For local government organisations looking to level up and digitally evolve, it can often feel like there are two opposing forces at play: the ever-changing needs of service users, and the lack of financial resources to make decisive, impactful change.
As we saw in my first article in this series, this inherent contradiction is not only endemic and upheld by services built on a foundation of legacy technology, but it also translates into a direct impact on the users, who need these services the most.
But there is a way forward. In this post, I’ll take a look at three ways local governments can start to address these challenges and start embedding the process of digital evolution in their organisations.
Evolving legacy technology is about outcomes, not outputs
Legacy technology is one of the main reasons that public sector organisations are struggling to evolve digitally, and ultimately deliver great services. While in the private sector organisations have the budget and flexibility to be able to replace their tech at pace, this ‘big bang’ approach just isn’t realistic for councils.
With dwindling budgets, cumbersome tech contracts and many users reliant on services being functional around the clock, local government must instead focus on delivering outcomes rather than outputs. Rather than focus on a one-time tech transformation, it’s better to think of it as a continuing process that will iteratively drive better outcomes for service users. Essentially, it’s digital evolution.
Moving to the cloud and becoming cloud-native is the end goal of this process. However to achieve this, local authorities must first embed agile practices, assess their maturity for cloud migration, and begin replatforming legacy tech using modern standards to maximise value and functionality as quickly as possible.
Unlocking data starts with internal data infrastructure
In the wake of Covid-19, local government organisations have a huge opportunity to supercharge their services by harnessing the power of their data. Already, huge strides have been made — so stay tuned for the next post where I discuss this open data opportunity in more detail.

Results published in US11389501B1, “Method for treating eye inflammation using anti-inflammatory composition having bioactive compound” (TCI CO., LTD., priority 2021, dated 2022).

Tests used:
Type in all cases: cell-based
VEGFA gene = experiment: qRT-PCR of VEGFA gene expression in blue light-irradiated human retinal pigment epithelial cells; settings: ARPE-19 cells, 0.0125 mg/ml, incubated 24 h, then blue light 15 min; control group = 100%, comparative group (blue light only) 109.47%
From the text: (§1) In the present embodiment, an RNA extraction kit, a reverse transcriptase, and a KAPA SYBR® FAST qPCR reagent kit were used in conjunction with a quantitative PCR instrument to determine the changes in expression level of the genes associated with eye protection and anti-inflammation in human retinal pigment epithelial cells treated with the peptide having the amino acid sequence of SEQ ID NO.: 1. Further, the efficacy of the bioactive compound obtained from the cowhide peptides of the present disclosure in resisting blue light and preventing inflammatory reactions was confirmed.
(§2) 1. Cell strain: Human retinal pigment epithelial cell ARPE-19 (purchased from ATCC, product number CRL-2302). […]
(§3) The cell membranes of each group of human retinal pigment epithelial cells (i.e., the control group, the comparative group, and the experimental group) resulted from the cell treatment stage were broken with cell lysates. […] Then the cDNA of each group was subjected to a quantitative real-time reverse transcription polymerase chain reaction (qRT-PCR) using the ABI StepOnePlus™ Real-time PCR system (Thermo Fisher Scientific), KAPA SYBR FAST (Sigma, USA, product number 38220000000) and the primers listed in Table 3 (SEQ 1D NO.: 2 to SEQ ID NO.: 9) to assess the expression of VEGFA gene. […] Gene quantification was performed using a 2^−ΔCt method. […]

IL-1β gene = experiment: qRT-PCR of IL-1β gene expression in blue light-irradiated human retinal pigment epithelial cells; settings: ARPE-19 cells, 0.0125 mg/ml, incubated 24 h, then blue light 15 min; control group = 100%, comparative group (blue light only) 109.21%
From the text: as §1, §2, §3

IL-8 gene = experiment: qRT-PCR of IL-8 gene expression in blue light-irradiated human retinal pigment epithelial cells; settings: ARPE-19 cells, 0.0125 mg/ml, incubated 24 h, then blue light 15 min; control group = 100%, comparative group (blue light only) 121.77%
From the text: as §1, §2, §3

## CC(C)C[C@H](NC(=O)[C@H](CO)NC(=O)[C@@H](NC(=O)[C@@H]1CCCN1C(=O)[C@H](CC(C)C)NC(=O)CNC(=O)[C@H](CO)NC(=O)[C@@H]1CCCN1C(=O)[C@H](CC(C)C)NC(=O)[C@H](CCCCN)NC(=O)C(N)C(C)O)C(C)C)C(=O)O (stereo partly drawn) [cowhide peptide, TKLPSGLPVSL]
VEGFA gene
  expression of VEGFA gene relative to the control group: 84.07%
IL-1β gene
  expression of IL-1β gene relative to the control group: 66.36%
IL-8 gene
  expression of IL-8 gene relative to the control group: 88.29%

Over the course of the pandemic, one thing that has become increasingly clear is that when councils are able to leverage user data, they can make better services that respond to the needs of those users. However, with so many internal and external silos as a result of proprietary platforms, in order to unlock the power of this data and improve their services councils first need data standardisation across all sources.
Whether local authorities are pulling information from external or internal sources, the data must be universal, standardised, and accessible so that services can make the decisions that best reflect the needs of their people.
To start this change process from within, local authorities can take a look at their own data infrastructure as part of their modernisation process, and understand ways to develop interoperability between different platforms, systems and data sources inside of the organisation. This will allow them to work more efficiently and derive more value with the data they already have at their fingertips.
A great example of this in action is how Made Tech helped Hackney Council navigate this process when we worked with them to modernise their legacy housing data. Making recommendations for their data infrastructure, we helped them understand the platforms they could use, and provided a strategy for data migration.
Embedding digital skills needs to be supported by self-sufficiency
Often, the tech side of things takes centre stage when we’re talking about digital evolution. But better tech cannot be effective in isolation — it requires people to use, maintain, and evolve processes and platforms. And to do that, people — the millions who staff local government organisations up and down the country — need knowledge.
We’ve all heard the adage of teaching a man to fish, rather than giving him a fish — the same principle applies here. In order for local government organisations to become truly digital, they need to be equipped with not only the knowledge and digital skills to use new systems, but also to be supported in developing self-sufficiency. This will embed new ways of working and processes that will empower and motivate local government teams to share knowledge, solve problems, and continue evolving.
Encouraging self-sufficiency is a cultural change, and cultural changes don’t happen overnight. When we worked with the Ministry of Justice, we supported one of their teams to build modern software capabilities over a six month period. To help the team achieve this goal, we mapped their capabilities and skills and suggested new processes and structures, while providing support and hands-on coaching to help them develop long-term modern digital skills.